With all the not-so-great news coming out around YouTube recently — from their pedophilia problem to the horrific content spliced into kids’ videos to the infamous Momo challenge — I’ve been looking for some YouTube alternatives. From now on, at our house, YouTube (and even YouTube Kids) is family viewing only. My kids aren’t going there alone.
But, I also can’t monitor every second of their online time, especially since it’s partially something I allow them to do to keep busy while I’m doing my own work. So, if you’re like me and you want some safe alternatives to YouTube for kids that don’t require countless hours of effort on your part, then look no further.
We have some options that we think are actually awesome.
Related: 15 fantastic videos to watch with kids besides Toy Unboxing
KidsBeeTV, for preschool kids
For preschool aged-kids, the KidsBeeTV app is a safe destination, where all video content is hand-selected from YouTube by a team of educators and posted to their archive with fun interactive quizzes added. The focus is education, of course, with kids learning their letters, colors, and more. But there is plenty of fun too, with 100 channels and 50+ videos added each week.
They also have a parent portal where you can monitor your child’s usage and progress with the quizzes. We also love the Bedtime Mode feature, where the stories vault filters into only their bedtime stories and the quizzes are removed for a more relaxing experience. (Although, keep in mind, the blue light from the screen is still stimulating).
Related: What are the best services and tools to monitor kids online?
Kidoodle, for elementary-aged kids
For elementary aged kids, a YouTube alternative we’ve recommended before is Kidoodle, which is designed for kids up to age 12. It’s a subscription based service, which has more than 2500 ad-free shows with characters ranging from Strawberry Shortcake to Super Mario to GI Joe (with plenty of generic, unknown characters thrown in too). Kidoodle curates playlists for you based on your child’s age, and you have the option to remove anything you don’t want your child accessing from their list as well as limit the amount of time you let them watch in the first place.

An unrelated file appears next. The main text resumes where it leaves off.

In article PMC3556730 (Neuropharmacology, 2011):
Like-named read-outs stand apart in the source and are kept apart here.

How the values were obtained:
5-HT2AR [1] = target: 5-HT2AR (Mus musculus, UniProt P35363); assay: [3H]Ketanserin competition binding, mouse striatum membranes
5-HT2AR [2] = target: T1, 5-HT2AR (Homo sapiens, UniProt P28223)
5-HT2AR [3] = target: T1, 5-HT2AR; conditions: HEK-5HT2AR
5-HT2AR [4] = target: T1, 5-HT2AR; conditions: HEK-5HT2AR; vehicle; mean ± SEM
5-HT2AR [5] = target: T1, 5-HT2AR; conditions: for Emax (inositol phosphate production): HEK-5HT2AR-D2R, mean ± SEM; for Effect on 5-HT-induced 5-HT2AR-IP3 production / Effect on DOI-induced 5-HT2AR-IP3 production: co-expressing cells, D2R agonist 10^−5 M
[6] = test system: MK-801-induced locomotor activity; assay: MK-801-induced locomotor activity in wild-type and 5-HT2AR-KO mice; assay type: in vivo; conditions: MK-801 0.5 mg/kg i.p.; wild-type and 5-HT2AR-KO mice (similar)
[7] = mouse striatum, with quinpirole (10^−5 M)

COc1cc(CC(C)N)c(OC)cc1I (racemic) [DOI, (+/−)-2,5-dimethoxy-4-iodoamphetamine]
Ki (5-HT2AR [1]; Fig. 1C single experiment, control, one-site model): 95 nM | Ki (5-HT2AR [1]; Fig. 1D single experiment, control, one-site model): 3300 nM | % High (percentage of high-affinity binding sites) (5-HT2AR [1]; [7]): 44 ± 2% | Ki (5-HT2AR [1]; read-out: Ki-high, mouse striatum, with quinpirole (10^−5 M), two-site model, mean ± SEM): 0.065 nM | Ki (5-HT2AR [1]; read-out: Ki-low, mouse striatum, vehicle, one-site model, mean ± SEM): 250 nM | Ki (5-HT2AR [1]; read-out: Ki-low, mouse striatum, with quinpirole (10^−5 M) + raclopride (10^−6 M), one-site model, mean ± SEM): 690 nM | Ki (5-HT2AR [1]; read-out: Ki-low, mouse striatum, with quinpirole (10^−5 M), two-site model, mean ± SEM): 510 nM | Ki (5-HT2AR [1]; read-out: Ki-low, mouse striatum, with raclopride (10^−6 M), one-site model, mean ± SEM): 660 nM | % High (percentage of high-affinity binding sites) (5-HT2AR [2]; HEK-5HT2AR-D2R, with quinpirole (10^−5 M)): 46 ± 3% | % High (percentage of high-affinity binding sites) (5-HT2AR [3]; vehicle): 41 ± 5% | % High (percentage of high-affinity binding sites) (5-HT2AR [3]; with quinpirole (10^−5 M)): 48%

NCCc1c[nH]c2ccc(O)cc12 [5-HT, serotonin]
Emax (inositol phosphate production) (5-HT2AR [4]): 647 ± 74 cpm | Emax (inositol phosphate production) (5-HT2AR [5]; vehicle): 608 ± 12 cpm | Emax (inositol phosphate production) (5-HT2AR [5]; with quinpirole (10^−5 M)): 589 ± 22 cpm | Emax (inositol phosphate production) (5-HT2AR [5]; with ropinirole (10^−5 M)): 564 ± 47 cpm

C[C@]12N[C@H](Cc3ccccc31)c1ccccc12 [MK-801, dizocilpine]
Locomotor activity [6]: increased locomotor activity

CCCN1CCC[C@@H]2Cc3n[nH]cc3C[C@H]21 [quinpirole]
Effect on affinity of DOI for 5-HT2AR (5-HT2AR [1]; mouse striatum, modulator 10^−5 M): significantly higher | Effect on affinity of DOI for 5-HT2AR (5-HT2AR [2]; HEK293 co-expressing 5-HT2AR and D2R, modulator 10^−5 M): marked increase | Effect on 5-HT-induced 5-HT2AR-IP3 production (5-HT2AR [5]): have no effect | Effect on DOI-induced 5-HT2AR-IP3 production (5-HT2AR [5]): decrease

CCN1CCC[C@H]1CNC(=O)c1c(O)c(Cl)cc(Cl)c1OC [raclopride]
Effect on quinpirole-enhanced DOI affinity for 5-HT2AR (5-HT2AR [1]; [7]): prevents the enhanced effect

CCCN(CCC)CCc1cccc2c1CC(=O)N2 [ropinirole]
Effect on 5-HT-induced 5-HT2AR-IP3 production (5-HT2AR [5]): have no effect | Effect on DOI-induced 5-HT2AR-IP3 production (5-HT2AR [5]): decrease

Jellies app, for preschoolers and elementary-aged kids
If your kids love fun YouTube Kids content, but you want to skip the toy unboxing videos and the ads, you’ll definitely want to check out the Jellies app, which has over 5,200 handpicked videos for preschoolers through elementary-aged kids. And they really mean handpicked, by the way, because actual humans watch every single approved video. With Parents Mode, you decide what your kids watch, as well as the ability to set a timer, which as we know, is pretty helpful when videos just keep scrolling with seemingly no end. And with no login required, you can feel safe knowing your info is yours. (Free 30-day trial, then $4.99/month; please note that Jellies is a recent Cool Mom Picks sponsor, which was entirely unrelated to this post.)
Related: The Ultimate Guide to Digital Parenting, answering your tough tech-related questions
batteryPOP, for tweens+
The app batteryPOP has been around quite a while. In fact, we’ve been recommending it since 2013 as a safe destination for tweens with all original content, and most videos are under 5 minutes long. It’d definitely more like watching quick (and addicting) YouTube videos than some of these other sites that feel more like Hulu for kids. As your kids watch, they can customize the videos they prefer, making it more enjoyable for them the more time they spend on it.
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